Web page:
In March, Gizmodo reported that Google had formalized a partnership with the U.S. Department of Defense to improve image recognition capabilities for drones.

The news prompted an immediate ― and predictably negative ― response. Despite Google’s attempt to message the contract as serving “non-offensive uses only,” news outlets were quick to explore the ethical implications of this partnership and question how the technology could be extended to weaponry.

Google’s leadership anticipated this external response. What they didn’t plan for was the degree of internal backlash they’d receive. Following the announcement of the partnership, Google employees began complaining about working for “the business of war.” Some workers left in protest. In April, about 4,000 Google employees signed a letter to the CEO requesting the cancellation of the project.

On June 1, Google announced that it won’t be renewing its contract with the DoD when it expires. Accompanying that announcement was the news that Google will be updating its code of ethics.

The Google-DoD saga should serve as a cautionary tale about the drawbacks for tech companies of pursuing high-value ― but also highly visible ― government contracts. At the same time, there’s deep interest within tech ― and not just “Big Tech” ― to land such contracts. Right now, tech giants including Amazon, Oracle, Microsoft and, yes, Google are vying for a two-year DoD contract to build a military cloud system.

For tech companies, government contracts promise big money and relative security. But they are also a slippery slope, as the Google fiasco illustrated. How can tech companies pursue government contracts without going down the same path?

  • Assess all projects against your core values: The degree of internal backlash to Google’s DoD contract indicates that company leadership didn’t take the time to seriously consider how the contract collided with business values. In their protest letter, employees explicitly pointed this out: “This contract puts Google’s reputation at risk and stands in direct opposition to our core values.” The specific value they cited was the imperative to never jeopardize user trust. Other tech companies considering such contracts should ask themselves if perceived hypocrisy is a price worth paying.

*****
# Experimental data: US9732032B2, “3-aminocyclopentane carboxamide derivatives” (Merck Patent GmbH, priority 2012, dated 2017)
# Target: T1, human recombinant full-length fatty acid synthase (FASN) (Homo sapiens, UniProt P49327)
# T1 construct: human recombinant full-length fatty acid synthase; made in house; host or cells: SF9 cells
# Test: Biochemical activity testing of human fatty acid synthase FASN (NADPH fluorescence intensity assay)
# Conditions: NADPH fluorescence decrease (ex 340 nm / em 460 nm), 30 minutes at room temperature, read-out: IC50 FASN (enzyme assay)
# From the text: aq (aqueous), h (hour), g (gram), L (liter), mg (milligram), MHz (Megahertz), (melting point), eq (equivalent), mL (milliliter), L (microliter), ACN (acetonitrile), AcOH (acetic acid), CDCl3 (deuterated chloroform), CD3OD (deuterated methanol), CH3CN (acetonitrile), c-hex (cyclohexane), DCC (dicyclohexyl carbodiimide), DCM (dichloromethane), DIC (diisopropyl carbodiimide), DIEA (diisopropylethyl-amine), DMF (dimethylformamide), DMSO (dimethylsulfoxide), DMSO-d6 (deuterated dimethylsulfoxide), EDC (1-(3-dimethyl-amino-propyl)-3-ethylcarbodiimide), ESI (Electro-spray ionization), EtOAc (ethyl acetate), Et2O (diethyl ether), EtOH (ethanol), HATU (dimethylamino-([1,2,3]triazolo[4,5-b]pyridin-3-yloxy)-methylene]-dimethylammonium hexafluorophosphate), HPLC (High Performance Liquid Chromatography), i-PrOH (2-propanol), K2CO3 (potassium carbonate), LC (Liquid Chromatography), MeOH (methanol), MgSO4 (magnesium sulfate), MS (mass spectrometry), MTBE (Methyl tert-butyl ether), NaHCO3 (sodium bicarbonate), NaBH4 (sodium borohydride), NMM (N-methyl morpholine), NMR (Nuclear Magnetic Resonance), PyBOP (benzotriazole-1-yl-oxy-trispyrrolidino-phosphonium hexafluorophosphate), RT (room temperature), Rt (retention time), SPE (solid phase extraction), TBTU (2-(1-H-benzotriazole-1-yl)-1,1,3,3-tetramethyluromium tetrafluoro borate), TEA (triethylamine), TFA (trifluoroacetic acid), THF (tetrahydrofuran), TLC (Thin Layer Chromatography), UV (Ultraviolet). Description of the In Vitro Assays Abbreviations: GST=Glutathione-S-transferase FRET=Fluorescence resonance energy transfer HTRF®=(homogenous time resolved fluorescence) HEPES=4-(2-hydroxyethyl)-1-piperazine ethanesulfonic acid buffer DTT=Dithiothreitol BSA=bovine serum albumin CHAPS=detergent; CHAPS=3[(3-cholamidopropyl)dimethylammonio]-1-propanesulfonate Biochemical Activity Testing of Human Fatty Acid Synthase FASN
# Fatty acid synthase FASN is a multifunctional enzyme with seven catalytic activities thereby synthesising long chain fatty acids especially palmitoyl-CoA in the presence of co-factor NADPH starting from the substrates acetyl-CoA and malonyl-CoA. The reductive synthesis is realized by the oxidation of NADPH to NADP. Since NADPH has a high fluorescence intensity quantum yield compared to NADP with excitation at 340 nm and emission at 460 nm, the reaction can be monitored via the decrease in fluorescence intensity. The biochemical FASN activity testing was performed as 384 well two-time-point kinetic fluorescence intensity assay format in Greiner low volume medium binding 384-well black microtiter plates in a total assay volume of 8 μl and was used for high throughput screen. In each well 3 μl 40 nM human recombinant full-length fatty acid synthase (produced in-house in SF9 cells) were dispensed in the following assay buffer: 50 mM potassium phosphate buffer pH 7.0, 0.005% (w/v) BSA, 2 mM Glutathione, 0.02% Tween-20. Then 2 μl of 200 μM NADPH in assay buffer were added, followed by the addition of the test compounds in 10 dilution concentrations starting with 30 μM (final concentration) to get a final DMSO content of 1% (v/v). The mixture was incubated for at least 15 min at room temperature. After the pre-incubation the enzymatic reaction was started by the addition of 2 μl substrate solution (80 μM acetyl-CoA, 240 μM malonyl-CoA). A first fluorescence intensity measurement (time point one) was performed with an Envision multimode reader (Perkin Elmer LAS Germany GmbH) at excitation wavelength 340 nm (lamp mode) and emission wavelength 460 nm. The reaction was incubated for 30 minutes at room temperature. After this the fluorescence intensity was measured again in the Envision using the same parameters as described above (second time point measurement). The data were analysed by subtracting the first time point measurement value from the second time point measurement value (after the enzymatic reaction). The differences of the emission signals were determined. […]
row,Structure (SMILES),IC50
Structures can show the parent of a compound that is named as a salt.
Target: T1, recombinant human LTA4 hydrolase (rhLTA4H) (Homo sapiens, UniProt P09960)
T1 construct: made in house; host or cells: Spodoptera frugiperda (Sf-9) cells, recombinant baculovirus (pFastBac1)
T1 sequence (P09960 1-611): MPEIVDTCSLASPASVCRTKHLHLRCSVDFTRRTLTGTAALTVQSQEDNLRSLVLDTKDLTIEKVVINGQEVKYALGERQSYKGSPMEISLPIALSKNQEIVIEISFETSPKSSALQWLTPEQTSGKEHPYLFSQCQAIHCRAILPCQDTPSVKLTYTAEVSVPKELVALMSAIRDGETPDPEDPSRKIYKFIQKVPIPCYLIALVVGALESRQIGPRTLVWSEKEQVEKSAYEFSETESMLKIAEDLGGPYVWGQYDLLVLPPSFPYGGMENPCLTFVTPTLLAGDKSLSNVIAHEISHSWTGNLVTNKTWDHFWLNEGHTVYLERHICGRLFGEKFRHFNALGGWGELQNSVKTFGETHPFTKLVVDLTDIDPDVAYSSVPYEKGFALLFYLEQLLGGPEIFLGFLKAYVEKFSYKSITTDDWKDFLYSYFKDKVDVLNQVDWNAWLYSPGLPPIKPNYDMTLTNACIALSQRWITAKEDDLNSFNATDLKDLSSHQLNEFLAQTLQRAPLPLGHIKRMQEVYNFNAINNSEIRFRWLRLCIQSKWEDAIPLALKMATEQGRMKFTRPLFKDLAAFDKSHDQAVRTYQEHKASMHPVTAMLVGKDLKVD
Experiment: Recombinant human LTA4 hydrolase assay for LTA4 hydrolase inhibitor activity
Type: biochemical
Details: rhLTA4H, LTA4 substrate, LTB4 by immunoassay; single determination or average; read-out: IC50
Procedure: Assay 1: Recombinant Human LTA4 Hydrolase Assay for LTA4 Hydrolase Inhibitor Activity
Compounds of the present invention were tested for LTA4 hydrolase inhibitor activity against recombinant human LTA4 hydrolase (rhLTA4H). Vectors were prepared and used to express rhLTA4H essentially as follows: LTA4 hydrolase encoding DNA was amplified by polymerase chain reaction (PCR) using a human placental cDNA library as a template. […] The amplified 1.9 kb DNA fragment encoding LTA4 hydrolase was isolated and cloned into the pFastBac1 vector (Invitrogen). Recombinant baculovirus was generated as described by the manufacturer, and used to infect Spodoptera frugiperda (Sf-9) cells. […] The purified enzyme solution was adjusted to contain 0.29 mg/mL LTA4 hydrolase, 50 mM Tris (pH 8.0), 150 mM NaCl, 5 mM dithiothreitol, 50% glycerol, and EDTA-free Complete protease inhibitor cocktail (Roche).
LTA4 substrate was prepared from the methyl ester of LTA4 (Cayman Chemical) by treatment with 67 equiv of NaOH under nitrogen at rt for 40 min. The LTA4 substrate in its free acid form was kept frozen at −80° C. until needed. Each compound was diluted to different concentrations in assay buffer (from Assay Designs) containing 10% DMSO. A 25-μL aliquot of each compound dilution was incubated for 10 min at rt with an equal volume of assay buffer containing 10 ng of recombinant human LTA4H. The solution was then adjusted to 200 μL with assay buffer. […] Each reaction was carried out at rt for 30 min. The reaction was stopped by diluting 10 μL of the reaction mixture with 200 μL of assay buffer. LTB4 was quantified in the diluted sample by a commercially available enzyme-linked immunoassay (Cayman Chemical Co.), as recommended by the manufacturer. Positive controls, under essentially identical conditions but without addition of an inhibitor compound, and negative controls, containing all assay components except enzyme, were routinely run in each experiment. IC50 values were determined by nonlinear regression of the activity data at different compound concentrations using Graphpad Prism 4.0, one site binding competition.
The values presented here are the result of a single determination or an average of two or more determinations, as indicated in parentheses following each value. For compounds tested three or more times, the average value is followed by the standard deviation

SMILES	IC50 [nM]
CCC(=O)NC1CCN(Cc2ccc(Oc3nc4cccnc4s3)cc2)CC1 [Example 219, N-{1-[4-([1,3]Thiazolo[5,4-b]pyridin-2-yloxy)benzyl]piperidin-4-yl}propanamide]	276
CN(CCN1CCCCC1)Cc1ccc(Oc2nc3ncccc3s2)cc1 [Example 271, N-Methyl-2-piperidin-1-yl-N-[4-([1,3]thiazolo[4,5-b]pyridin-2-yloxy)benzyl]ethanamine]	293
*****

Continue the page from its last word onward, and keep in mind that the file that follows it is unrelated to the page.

• Be more transparent ― internally and externally: Companies should realize that everybody ― employees and the general public alike ― recognizes and rejects corporate speak. When Google emphasized the “non-offensive” nature of its DoD partnership, it didn’t fool anyone. The company’s calculated myopia only made things worse. Other tech companies shouldn’t make the same mistake. Instead, they should prioritize top-down transparency, especially internally during the decision-making process.
  • Know when to say “no”: When companies better assess government contracts against core values and more transparently communicate their thinking throughout the decision-making process, they’ll be in a much better position to make informed determinations about whether or not to move forward with a contract. Then comes the hard part: actually saying “no.” Google missed an opportunity to say “no,” with clear consequences.

Tech and government are intertwined. They will only become more closely connected moving forward. And high-value government contracts will continue to emerge as this symbiosis deepens.

But as tech companies fight to land bigger contracts, they should take a moment to consider the implications of doing so. There is a way to pursue government contracts and still preserve company values, but that requires foresight, discernment and, above all, transparency.

Patric Palm is the CEO and co-founder of Favro, a collaboration and project management application.

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